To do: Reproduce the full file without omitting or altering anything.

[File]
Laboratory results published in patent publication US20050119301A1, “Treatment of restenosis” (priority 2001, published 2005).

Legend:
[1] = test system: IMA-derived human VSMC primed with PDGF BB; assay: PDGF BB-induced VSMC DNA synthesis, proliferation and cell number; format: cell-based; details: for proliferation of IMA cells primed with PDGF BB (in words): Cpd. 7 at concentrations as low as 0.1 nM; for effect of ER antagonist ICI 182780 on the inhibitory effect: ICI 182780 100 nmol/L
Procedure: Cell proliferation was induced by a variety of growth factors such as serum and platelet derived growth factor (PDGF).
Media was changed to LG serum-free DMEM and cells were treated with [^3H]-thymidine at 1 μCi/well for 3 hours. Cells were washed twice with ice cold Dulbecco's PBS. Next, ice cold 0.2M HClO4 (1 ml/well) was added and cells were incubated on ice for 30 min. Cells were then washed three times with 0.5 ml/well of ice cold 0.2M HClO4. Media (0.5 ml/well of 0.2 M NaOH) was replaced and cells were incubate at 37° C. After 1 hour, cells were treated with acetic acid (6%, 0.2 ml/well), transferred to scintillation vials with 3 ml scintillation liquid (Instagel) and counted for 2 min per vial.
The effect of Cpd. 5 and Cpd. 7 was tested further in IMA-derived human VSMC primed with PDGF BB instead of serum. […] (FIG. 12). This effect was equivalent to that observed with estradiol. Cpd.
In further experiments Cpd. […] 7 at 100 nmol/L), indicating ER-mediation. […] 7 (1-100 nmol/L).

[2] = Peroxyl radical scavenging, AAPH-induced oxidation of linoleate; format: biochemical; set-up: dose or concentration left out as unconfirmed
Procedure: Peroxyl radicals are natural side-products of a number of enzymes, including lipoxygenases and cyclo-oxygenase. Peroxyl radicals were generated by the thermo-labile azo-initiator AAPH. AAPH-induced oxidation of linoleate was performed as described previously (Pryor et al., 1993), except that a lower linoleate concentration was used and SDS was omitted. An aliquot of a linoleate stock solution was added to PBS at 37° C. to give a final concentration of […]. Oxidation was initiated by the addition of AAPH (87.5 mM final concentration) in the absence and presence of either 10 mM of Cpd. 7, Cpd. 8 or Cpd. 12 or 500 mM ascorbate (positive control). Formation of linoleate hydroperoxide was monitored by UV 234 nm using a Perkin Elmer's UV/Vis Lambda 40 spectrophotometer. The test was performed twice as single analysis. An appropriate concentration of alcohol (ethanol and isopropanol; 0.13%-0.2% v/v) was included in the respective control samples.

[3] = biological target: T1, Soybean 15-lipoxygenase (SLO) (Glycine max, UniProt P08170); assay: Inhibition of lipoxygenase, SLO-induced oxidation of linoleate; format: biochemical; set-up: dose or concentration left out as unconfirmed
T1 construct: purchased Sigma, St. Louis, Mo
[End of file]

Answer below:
Laboratory results published in patent publication US20050119301A1, “Treatment of restenosis” (priority 2001, published 2005).

Legend:
[1] = test system: IMA-derived human VSMC primed with PDGF BB; assay: PDGF BB-induced VSMC DNA synthesis, proliferation and cell number; format: cell-based; details: for proliferation of IMA cells primed with PDGF BB (in words): Cpd. 7 at concentrations as low as 0.1 nM; for effect of ER antagonist ICI 182780 on the inhibitory effect: ICI 182780 100 nmol/L
Procedure: Cell proliferation was induced by a variety of growth factors such as serum and platelet derived growth factor (PDGF).
Media was changed to LG serum-free DMEM and cells were treated with [^3H]-thymidine at 1 μCi/well for 3 hours. Cells were washed twice with ice cold Dulbecco's PBS. Next, ice cold 0.2M HClO4 (1 ml/well) was added and cells were incubated on ice for 30 min. Cells were then washed three times with 0.5 ml/well of ice cold 0.2M HClO4. Media (0.5 ml/well of 0.2 M NaOH) was replaced and cells were incubate at 37° C. After 1 hour, cells were treated with acetic acid (6%, 0.2 ml/well), transferred to scintillation vials with 3 ml scintillation liquid (Instagel) and counted for 2 min per vial.
The effect of Cpd. 5 and Cpd. 7 was tested further in IMA-derived human VSMC primed with PDGF BB instead of serum. […] (FIG. 12). This effect was equivalent to that observed with estradiol. Cpd.
In further experiments Cpd. […] 7 at 100 nmol/L), indicating ER-mediation. […] 7 (1-100 nmol/L).

[2] = Peroxyl radical scavenging, AAPH-induced oxidation of linoleate; format: biochemical; set-up: dose or concentration left out as unconfirmed
Procedure: Peroxyl radicals are natural side-products of a number of enzymes, including lipoxygenases and cyclo-oxygenase. Peroxyl radicals were generated by the thermo-labile azo-initiator AAPH. AAPH-induced oxidation of linoleate was performed as described previously (Pryor et al., 1993), except that a lower linoleate concentration was used and SDS was omitted. An aliquot of a linoleate stock solution was added to PBS at 37° C. to give a final concentration of […]. Oxidation was initiated by the addition of AAPH (87.5 mM final concentration) in the absence and presence of either 10 mM of Cpd. 7, Cpd. 8 or Cpd. 12 or 500 mM ascorbate (positive control). Formation of linoleate hydroperoxide was monitored by UV 234 nm using a Perkin Elmer's UV/Vis Lambda 40 spectrophotometer. The test was performed twice as single analysis. An appropriate concentration of alcohol (ethanol and isopropanol; 0.13%-0.2% v/v) was included in the respective control samples.

[3] = biological target: T1, Soybean 15-lipoxygenase (SLO) (Glycine max, UniProt P08170); assay: Inhibition of lipoxygenase, SLO-induced oxidation of linoleate; format: biochemical; set-up: dose or concentration left out as unconfirmed
T1 construct: purchased Sigma, St. Louis, Mo